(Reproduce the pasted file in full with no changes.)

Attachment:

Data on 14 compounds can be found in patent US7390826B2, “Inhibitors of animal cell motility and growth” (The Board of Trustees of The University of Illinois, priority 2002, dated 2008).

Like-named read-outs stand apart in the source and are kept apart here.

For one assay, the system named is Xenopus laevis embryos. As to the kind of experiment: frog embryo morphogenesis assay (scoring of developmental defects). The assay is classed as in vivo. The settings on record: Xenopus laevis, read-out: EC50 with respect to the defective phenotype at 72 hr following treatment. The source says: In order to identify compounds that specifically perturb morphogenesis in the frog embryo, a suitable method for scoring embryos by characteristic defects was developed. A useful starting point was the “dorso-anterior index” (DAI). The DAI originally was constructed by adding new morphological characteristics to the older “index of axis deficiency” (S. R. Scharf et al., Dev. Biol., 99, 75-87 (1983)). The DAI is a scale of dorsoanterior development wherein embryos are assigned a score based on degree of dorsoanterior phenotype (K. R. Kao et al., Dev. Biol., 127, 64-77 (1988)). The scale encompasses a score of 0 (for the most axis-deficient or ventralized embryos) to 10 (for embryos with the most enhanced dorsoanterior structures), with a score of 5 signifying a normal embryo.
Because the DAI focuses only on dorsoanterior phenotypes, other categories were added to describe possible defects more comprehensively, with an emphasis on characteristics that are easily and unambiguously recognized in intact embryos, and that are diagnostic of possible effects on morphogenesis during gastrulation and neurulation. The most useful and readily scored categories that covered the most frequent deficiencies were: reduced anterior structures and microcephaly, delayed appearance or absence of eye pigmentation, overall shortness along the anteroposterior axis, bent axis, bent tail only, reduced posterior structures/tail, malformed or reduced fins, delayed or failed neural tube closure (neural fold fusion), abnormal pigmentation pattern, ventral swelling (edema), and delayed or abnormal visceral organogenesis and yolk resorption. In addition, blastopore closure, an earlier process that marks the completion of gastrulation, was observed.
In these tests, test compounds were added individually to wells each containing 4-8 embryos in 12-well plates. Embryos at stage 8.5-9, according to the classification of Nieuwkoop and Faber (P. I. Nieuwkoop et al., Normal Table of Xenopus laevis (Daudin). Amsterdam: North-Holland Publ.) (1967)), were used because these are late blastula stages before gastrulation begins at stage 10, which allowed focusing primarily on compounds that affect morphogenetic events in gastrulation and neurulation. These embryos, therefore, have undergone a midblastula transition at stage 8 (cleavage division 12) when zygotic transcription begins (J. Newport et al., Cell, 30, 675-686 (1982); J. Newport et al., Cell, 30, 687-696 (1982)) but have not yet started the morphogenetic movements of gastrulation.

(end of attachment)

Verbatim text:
Data on 14 compounds can be found in patent US7390826B2, “Inhibitors of animal cell motility and growth” (The Board of Trustees of The University of Illinois, priority 2002, dated 2008).

Like-named read-outs stand apart in the source and are kept apart here.

For one assay, the system named is Xenopus laevis embryos. As to the kind of experiment: frog embryo morphogenesis assay (scoring of developmental defects). The assay is classed as in vivo. The settings on record: Xenopus laevis, read-out: EC50 with respect to the defective phenotype at 72 hr following treatment. The source says: In order to identify compounds that specifically perturb morphogenesis in the frog embryo, a suitable method for scoring embryos by characteristic defects was developed. A useful starting point was the “dorso-anterior index” (DAI). The DAI originally was constructed by adding new morphological characteristics to the older “index of axis deficiency” (S. R. Scharf et al., Dev. Biol., 99, 75-87 (1983)). The DAI is a scale of dorsoanterior development wherein embryos are assigned a score based on degree of dorsoanterior phenotype (K. R. Kao et al., Dev. Biol., 127, 64-77 (1988)). The scale encompasses a score of 0 (for the most axis-deficient or ventralized embryos) to 10 (for embryos with the most enhanced dorsoanterior structures), with a score of 5 signifying a normal embryo.
Because the DAI focuses only on dorsoanterior phenotypes, other categories were added to describe possible defects more comprehensively, with an emphasis on characteristics that are easily and unambiguously recognized in intact embryos, and that are diagnostic of possible effects on morphogenesis during gastrulation and neurulation. The most useful and readily scored categories that covered the most frequent deficiencies were: reduced anterior structures and microcephaly, delayed appearance or absence of eye pigmentation, overall shortness along the anteroposterior axis, bent axis, bent tail only, reduced posterior structures/tail, malformed or reduced fins, delayed or failed neural tube closure (neural fold fusion), abnormal pigmentation pattern, ventral swelling (edema), and delayed or abnormal visceral organogenesis and yolk resorption. In addition, blastopore closure, an earlier process that marks the completion of gastrulation, was observed.
In these tests, test compounds were added individually to wells each containing 4-8 embryos in 12-well plates. Embryos at stage 8.5-9, according to the classification of Nieuwkoop and Faber (P. I. Nieuwkoop et al., Normal Table of Xenopus laevis (Daudin). Amsterdam: North-Holland Publ.) (1967)), were used because these are late blastula stages before gastrulation begins at stage 10, which allowed focusing primarily on compounds that affect morphogenetic events in gastrulation and neurulation. These embryos, therefore, have undergone a midblastula transition at stage 8 (cleavage division 12) when zygotic transcription begins (J. Newport et al., Cell, 30, 675-686 (1982); J. Newport et al., Cell, 30, 687-696 (1982)) but have not yet started the morphogenetic movements of gastrulation.